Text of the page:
new friends - homeschooling requires a support group. I am blessed to have found one so easily. We certainly do not all teach the same, or approach education in the same way but they are always there to lend an ear, a book, a resource or a shoulder to cry on. I am thankful every day for my new friends. It is working.

farm fresh eggs - through my new friends I have discovered many areas in myself that I would like to develop. One friend raises chickens. She has the most delicious eggs I have ever tasted. Having her eggs makes it impossible for me to eat store bought eggs. I have searched out all the local farms in my area that sell eggs. My fridge is always stocked with beautiful tri-colored eggs. It is working.

worm composting- I have a desire to reduce our waste. Some things I just cannot see throwing away. We recycle of course, but what about food scraps? Why was I dumping all the carrot tops, potato peels and lettuce cores into the trash to rot when they could rot and turn into something useful? I have always wanted a compost but living in a busy neighborhood have been afraid of unwelcome nightly visitors to our pile. Now I worm compost in my basement. It has only been a few weeks but I love my little worm garden and tend to it faithfully. It is working.

organic gardening - the compost will be used to fertilize our organic garden that is part of a larger community garden in town. This was our first year and so far has been successful. We have tomatoes, peppers, cucumbers, basil, cilantro, beans, peas, turnip, corn, brussel sprouts, pumpkin, carrots, and eggplant. Together we have learned how to fertilize, combat pests and pollenate. We love the spirit of community working next to our friends and neighbors. It has been a wonderful experience for Lilah. It is working.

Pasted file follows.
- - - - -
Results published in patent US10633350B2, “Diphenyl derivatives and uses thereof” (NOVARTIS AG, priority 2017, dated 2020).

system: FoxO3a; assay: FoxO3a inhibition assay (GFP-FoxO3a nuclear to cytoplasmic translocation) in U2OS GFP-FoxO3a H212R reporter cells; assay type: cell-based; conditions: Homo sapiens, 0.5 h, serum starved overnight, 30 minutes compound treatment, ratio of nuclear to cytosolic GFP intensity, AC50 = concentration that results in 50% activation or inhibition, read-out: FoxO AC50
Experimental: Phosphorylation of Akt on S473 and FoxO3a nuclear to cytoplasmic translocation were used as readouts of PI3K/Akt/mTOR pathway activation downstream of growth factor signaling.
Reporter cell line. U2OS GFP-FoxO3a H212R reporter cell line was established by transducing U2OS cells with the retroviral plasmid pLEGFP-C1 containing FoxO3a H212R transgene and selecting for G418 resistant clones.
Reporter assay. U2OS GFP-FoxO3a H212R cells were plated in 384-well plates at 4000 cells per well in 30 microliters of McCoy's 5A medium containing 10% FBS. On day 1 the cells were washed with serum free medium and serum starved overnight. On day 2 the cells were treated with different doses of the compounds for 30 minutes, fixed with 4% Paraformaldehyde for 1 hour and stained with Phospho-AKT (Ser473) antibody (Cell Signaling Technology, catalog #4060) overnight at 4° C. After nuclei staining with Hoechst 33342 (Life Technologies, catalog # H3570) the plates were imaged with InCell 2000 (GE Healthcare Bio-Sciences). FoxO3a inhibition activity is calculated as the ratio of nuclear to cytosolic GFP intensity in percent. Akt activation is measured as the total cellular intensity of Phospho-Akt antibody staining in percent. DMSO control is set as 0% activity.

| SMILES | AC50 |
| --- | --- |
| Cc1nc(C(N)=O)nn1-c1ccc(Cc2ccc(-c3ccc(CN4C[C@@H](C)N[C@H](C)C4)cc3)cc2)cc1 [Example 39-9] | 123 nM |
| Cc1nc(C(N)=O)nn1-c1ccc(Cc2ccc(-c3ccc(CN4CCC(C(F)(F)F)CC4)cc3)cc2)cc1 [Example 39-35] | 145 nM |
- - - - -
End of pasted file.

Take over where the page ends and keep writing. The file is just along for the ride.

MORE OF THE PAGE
books on tape - how much time have we spent over 10 years listening to silly songs on the radio? It pains me to think about it. Since beginning homeschooling, we rarely listen to the radio, preferring to listen to books on tape instead. Rather than listen to Miley sing about the Britney song, we have listened to Little House in The Big Woods. Rather than listen to Justin sing about no more lonely girls, we have listened to Main Street by Ann Martin. It is most certainly working!

spontaneity - so many more yes’s. Since homeschooling, I have consciously decided to become more spontaneous. So many opportunities have passed me by in the past because a) it was too late or b) it did not fit into our schedule or c) the girls would not like it. Now I find myself saying yes much more often. To see a play, to visit a new friend, to try a new project, to take a new class, to have a picnic in a park, to stay up late to watch a show on Food Network, to help make dinner, to take a walk. I put down my knitting, reading or inhibitions, and just say yes. It is working.